WINE PAIRING courtesy of Wine Market, 4700 Spottswood — A fruity red with racy acidity will echo the flavors of the glaze for a perfect match.
Monte Antico Tuscan Red Blend, 2006, $14
Roaring Meg Pinot Noir, Central Otago, 2008, $22

BEER PAIRING, courtesy of Boscos Brewing Co. Growlers available at 827 S. Main St. and 2120 Madison Avenue — The strong banana character of Ghost River Hefeweizen finds a perfect compliment with the strawberry balsamic. This beer also has enough acidity to stand up to the vinegar.


1 flank steak, butterflied and pounded to 1/2” thick
2 cups spinach or arugula
1 onion, thinly sliced
4 tablespoons olive oil, divided
1/2 cup sun-dried tomatoes, softened
1 cup fresh goat cheese, crumbled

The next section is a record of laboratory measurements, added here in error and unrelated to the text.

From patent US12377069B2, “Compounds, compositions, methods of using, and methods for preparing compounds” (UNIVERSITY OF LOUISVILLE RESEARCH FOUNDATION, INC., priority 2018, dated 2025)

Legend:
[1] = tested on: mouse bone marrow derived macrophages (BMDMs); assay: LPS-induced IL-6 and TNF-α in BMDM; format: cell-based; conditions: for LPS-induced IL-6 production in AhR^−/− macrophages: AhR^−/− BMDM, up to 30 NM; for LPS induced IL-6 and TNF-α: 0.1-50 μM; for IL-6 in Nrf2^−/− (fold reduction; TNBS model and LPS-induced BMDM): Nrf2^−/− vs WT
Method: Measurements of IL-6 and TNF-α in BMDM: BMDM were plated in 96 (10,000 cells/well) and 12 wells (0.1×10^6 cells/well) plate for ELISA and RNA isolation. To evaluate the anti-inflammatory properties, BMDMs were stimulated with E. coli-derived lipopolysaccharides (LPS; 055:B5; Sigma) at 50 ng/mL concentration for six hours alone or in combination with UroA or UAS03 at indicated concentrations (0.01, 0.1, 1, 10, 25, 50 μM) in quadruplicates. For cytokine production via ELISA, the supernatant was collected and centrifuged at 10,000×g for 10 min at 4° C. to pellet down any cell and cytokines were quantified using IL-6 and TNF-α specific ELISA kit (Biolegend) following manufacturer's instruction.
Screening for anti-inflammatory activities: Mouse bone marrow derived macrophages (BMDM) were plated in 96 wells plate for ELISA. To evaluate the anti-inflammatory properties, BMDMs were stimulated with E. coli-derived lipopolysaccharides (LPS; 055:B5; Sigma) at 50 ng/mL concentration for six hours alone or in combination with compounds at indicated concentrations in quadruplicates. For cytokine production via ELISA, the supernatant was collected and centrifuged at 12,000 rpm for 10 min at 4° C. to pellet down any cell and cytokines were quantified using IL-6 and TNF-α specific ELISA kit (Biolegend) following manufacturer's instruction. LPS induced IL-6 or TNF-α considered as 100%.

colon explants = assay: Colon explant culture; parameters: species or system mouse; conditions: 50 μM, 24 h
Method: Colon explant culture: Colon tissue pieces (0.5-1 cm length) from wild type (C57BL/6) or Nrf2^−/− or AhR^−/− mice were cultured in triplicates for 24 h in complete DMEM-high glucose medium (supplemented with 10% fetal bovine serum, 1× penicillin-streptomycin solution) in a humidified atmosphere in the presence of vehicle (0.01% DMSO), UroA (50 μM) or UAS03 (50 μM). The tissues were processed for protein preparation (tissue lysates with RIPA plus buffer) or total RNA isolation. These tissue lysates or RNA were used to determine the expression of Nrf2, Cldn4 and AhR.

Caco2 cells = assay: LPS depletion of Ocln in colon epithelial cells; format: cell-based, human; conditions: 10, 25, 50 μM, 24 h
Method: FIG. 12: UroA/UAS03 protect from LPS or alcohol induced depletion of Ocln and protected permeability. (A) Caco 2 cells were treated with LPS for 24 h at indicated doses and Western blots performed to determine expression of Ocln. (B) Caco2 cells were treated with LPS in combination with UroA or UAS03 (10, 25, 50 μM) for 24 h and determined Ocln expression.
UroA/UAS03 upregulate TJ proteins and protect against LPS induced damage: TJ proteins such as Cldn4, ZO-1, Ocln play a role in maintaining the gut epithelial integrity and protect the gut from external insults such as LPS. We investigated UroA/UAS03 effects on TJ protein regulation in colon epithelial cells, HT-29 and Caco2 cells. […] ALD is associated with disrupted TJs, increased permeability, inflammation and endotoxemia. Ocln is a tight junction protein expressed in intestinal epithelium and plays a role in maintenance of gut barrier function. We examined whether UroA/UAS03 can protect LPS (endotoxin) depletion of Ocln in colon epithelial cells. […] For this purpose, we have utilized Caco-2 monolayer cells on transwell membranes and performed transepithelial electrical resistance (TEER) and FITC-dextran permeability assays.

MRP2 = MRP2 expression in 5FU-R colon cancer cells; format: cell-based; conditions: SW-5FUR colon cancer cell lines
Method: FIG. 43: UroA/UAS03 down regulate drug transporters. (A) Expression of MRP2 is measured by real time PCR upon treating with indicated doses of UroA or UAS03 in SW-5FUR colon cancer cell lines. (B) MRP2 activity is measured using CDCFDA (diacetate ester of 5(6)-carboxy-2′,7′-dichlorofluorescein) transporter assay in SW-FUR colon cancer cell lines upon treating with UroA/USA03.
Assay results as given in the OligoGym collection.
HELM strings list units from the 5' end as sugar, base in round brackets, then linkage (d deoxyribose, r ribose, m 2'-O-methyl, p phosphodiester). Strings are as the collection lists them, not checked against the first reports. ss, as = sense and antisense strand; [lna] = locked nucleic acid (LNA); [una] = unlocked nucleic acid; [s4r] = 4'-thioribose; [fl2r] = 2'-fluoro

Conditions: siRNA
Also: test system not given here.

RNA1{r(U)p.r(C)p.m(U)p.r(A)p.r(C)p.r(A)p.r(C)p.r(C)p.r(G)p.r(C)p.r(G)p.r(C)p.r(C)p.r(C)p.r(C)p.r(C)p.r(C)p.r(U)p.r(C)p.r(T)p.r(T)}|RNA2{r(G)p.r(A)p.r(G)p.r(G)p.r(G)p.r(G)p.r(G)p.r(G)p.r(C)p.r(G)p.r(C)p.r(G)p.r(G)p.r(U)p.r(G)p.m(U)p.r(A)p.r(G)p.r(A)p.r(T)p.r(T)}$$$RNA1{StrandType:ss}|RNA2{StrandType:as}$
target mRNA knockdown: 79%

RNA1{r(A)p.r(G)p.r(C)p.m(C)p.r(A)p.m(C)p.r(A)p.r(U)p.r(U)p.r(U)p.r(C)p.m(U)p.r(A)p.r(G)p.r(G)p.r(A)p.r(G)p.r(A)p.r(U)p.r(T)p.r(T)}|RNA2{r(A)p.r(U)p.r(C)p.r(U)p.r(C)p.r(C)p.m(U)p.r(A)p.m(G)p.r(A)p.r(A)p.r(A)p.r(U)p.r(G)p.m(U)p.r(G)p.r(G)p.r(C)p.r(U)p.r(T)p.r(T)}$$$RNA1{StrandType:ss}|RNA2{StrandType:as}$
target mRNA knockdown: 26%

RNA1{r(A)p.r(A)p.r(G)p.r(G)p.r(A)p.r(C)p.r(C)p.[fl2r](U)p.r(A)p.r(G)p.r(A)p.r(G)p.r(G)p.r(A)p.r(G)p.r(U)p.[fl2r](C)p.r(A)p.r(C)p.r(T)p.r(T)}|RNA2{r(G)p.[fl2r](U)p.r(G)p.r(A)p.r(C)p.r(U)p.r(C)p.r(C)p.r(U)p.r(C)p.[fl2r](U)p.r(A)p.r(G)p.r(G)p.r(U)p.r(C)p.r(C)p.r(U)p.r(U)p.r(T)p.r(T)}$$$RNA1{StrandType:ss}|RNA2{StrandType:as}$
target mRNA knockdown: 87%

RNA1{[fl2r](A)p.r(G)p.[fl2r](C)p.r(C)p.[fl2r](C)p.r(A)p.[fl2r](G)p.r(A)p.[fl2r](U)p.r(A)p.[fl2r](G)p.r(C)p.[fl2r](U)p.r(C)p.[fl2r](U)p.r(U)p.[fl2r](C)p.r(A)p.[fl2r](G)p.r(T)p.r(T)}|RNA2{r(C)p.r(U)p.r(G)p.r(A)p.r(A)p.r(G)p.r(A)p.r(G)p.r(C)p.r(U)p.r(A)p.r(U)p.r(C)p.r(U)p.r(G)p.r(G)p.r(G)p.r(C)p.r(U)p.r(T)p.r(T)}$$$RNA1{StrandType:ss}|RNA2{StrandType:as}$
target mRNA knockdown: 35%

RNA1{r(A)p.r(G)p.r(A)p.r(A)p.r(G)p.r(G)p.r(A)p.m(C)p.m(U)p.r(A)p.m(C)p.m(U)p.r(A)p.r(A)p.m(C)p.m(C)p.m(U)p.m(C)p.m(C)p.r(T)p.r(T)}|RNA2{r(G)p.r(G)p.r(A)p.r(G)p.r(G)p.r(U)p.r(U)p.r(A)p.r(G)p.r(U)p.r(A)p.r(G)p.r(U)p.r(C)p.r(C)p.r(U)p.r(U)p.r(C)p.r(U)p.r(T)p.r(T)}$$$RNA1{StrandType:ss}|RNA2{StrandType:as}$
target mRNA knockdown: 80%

2 cloves garlic, minced
salt and pepper to taste
kitchen twine
Preheat oven to 350°.

In a large saute pan, over medium heat, add 2 tablespoon of olive oil and sliced onions. Stirring frequently, cook until onions are soft and caramelized, about 20 minutes. Add garlic and spinach and cook until spinach is wilted, about 2 minutes. Season with salt and pepper. Remove from heat.

Lay flank steak out flat and season “inside” with salt and pepper. Spread caramelized onions-spinach mixture evenly on steak. Layer sundried tomatoes and goat cheese. Press filling ingredients flat against steak. Roll steak tightly into a log. Tie kitchen twine every 2 – 3 inches along the length of the roll. Brush outside of roulade with olive oil and season with salt and pepper.